Average of 3 scores (from 3 reviews)
Reviews for the Advent Milano
With four netbooks already released under PC World's in-house Advent brand, it is no surprise to see yet another model added to the range. While the Milano is an affordable and functional device, it fails to stand out. Overall, the Milano is a usable and great priced machine, but struggles to stand out in an already crowded market.
Single Review, online available, Short, Date: 12/11/2009
Rating: Total score: 50%
Source: Mobile Computer
We’re going to have to wait until next year for netbooks with specifications that are appreciably different from those that have been available for the last two years — that’s when Intel is scheduled to launch its new Pine Trail netbook platform, with dual-core Atom processors and all manner of other improvements. The Advent Milano isn’t the best netbook we’ve ever reviewed, but it is one of the cheapest and its faults are easily overlooked at this price — but the Samsung N130 is cheaper still, and has longer battery life.
Single Review, online available, Medium, Date: 11/26/2009
Rating: Total score: 67%
With Intel expected to announce its new 'Pine Trail' Atom processors at CES 2010, now may not be the best time to buy a netbook with a specification set firmly in 2008. At around £230 though, the Windows 7 version of the 10.2-inch Advent Milano is temptingly priced for a pre-Christmas purchase (the Windows XP model costs about £10 less). There's nothing even remotely new in the Advent Milano, but it represents good value for money, as long as battery life isn't a big deal for you. If you shop around, however, you'll find the Samsung N130 available for slightly less, and it can last longer on battery power.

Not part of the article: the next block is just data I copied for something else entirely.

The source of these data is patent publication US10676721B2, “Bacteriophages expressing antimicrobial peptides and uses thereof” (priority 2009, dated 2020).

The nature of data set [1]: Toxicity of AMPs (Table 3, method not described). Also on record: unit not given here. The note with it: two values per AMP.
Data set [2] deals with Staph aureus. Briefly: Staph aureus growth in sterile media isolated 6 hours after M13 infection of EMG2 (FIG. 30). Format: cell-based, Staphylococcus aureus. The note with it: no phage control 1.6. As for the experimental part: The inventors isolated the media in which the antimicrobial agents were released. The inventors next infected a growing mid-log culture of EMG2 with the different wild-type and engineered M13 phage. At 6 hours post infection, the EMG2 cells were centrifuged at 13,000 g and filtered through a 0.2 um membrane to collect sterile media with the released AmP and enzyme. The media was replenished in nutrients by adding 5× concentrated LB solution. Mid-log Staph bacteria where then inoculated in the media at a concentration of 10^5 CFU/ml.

Single Review, online available, Medium, Date: 11/23/2009
Rating: Total score: 40% display: 80% mobility: 40%
Intel Graphics Media Accelerator (GMA) 950: Intel Graphics Media Accelerator 950 is an integrated (onboard) graphic chip on Mobile Intel 945GM chipset. It is a faster clocked version of the GMA 900 and supports no hardware T&L (Transform & Lightning) accelleration (which is required for some games).
These graphics cards are not suited for Windows 3D games. Office and Internet surfing however is possible.
Intel Atom: The Intel Atom series is a 64-Bit (not every model supports 64bit) microprocessor for cheap and small notebooks (so called netbooks), MIDs, or UMPCs. The speciality of the new architecture is the "in order" execution (instead of the usual and faster "out of order" execution). Therefore, the transistor count of the Atom series is much lower and, thus, cheaper to produce. Furthermore, the power consumption is very low. The performance per Megahertz is therfore worse than the old Pentium 3M (1,2 GHz on par with a 1.6 GHz Atom).
Power efficient, cheap and slow Netbook single core CPU. Because of the in-order execution, the performance per MHz is worse than Core Solo or Celeron M processors.» Further information can be found in our Comparison of Mobile Processsors.
This is a typical display size for tablets and small convertibles.
Large display-sizes allow higher resolutions. So, details like letters are bigger. On the other hand, the power consumption is lower with small screen diagonals and the devices are smaller, more lightweight and cheaper.
This weight is typical for big tablets, small subnotebooks, ultrabooks and convertibles with a 10-11 inch display-diagonal.
Advent: This is the laptop brand of the hardware magazine PC World. The marketing focusses UK. Reviews of Advent-Laptops are relatively frequent and not only by PC World.
52.33%: Such a bad rating is rare. There exist hardly any notebooks, which are rated worse.
» Further information can be found in our Notebook Purchase Guide.